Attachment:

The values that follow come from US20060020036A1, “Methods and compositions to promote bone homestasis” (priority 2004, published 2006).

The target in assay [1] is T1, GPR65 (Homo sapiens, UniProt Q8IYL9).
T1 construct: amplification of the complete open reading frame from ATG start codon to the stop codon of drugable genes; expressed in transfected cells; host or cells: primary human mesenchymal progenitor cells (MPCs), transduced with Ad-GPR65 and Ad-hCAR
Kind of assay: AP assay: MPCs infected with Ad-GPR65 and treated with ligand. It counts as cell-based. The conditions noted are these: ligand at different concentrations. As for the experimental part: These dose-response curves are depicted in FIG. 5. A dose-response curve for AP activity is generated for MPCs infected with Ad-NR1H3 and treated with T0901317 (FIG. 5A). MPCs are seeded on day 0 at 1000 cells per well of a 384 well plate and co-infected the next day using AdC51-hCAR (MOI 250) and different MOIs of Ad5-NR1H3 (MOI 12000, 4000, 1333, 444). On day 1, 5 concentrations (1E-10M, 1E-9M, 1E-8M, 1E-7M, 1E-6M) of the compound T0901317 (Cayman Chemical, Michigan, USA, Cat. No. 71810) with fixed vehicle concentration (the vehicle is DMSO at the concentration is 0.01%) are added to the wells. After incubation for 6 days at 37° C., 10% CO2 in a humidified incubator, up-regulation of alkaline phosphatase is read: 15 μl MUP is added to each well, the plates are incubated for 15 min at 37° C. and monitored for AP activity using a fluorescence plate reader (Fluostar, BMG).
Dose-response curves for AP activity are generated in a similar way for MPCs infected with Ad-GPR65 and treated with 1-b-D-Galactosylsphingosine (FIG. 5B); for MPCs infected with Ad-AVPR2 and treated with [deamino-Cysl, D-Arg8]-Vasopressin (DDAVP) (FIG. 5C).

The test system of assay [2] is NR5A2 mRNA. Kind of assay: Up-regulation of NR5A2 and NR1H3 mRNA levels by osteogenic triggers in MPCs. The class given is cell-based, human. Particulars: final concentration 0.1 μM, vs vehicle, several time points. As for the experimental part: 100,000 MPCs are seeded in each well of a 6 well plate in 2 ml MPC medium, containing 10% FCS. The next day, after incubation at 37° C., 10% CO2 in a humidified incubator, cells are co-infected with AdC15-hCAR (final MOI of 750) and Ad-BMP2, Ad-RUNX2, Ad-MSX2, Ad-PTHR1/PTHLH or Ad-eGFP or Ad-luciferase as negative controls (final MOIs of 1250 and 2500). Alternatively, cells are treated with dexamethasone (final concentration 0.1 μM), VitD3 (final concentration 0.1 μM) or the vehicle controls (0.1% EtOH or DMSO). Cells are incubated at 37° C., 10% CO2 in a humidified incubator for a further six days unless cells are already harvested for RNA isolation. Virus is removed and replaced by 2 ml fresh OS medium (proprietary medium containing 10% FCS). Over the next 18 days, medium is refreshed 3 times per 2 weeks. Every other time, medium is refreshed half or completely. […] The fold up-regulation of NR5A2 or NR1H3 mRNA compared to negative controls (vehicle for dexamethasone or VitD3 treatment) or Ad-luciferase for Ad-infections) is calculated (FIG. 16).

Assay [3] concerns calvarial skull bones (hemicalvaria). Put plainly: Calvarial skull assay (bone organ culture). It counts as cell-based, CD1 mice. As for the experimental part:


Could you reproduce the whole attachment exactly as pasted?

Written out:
The values that follow come from US20060020036A1, “Methods and compositions to promote bone homestasis” (priority 2004, published 2006).

The target in assay [1] is T1, GPR65 (Homo sapiens, UniProt Q8IYL9).
T1 construct: amplification of the complete open reading frame from ATG start codon to the stop codon of drugable genes; expressed in transfected cells; host or cells: primary human mesenchymal progenitor cells (MPCs), transduced with Ad-GPR65 and Ad-hCAR
Kind of assay: AP assay: MPCs infected with Ad-GPR65 and treated with ligand. It counts as cell-based. The conditions noted are these: ligand at different concentrations. As for the experimental part: These dose-response curves are depicted in FIG. 5. A dose-response curve for AP activity is generated for MPCs infected with Ad-NR1H3 and treated with T0901317 (FIG. 5A). MPCs are seeded on day 0 at 1000 cells per well of a 384 well plate and co-infected the next day using AdC51-hCAR (MOI 250) and different MOIs of Ad5-NR1H3 (MOI 12000, 4000, 1333, 444). On day 1, 5 concentrations (1E-10M, 1E-9M, 1E-8M, 1E-7M, 1E-6M) of the compound T0901317 (Cayman Chemical, Michigan, USA, Cat. No. 71810) with fixed vehicle concentration (the vehicle is DMSO at the concentration is 0.01%) are added to the wells. After incubation for 6 days at 37° C., 10% CO2 in a humidified incubator, up-regulation of alkaline phosphatase is read: 15 μl MUP is added to each well, the plates are incubated for 15 min at 37° C. and monitored for AP activity using a fluorescence plate reader (Fluostar, BMG).
Dose-response curves for AP activity are generated in a similar way for MPCs infected with Ad-GPR65 and treated with 1-b-D-Galactosylsphingosine (FIG. 5B); for MPCs infected with Ad-AVPR2 and treated with [deamino-Cysl, D-Arg8]-Vasopressin (DDAVP) (FIG. 5C).

The test system of assay [2] is NR5A2 mRNA. Kind of assay: Up-regulation of NR5A2 and NR1H3 mRNA levels by osteogenic triggers in MPCs. The class given is cell-based, human. Particulars: final concentration 0.1 μM, vs vehicle, several time points. As for the experimental part: 100,000 MPCs are seeded in each well of a 6 well plate in 2 ml MPC medium, containing 10% FCS. The next day, after incubation at 37° C., 10% CO2 in a humidified incubator, cells are co-infected with AdC15-hCAR (final MOI of 750) and Ad-BMP2, Ad-RUNX2, Ad-MSX2, Ad-PTHR1/PTHLH or Ad-eGFP or Ad-luciferase as negative controls (final MOIs of 1250 and 2500). Alternatively, cells are treated with dexamethasone (final concentration 0.1 μM), VitD3 (final concentration 0.1 μM) or the vehicle controls (0.1% EtOH or DMSO). Cells are incubated at 37° C., 10% CO2 in a humidified incubator for a further six days unless cells are already harvested for RNA isolation. Virus is removed and replaced by 2 ml fresh OS medium (proprietary medium containing 10% FCS). Over the next 18 days, medium is refreshed 3 times per 2 weeks. Every other time, medium is refreshed half or completely. […] The fold up-regulation of NR5A2 or NR1H3 mRNA compared to negative controls (vehicle for dexamethasone or VitD3 treatment) or Ad-luciferase for Ad-infections) is calculated (FIG. 16).

Assay [3] concerns calvarial skull bones (hemicalvaria). Put plainly: Calvarial skull assay (bone organ culture). It counts as cell-based, CD1 mice. As for the experimental part: